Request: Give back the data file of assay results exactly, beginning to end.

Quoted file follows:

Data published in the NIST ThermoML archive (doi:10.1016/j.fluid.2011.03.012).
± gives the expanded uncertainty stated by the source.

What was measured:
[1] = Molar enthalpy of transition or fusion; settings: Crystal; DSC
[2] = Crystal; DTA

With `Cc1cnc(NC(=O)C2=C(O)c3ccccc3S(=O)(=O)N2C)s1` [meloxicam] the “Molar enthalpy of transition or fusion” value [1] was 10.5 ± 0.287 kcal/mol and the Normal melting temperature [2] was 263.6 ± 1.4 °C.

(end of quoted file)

Data published in the NIST ThermoML archive (doi:10.1016/j.fluid.2011.03.012).
± gives the expanded uncertainty stated by the source.

What was measured:
[1] = Molar enthalpy of transition or fusion; settings: Crystal; DSC
[2] = Crystal; DTA

With `Cc1cnc(NC(=O)C2=C(O)c3ccccc3S(=O)(=O)N2C)s1` [meloxicam] the “Molar enthalpy of transition or fusion” value [1] was 10.5 ± 0.287 kcal/mol and the Normal melting temperature [2] was 263.6 ± 1.4 °C.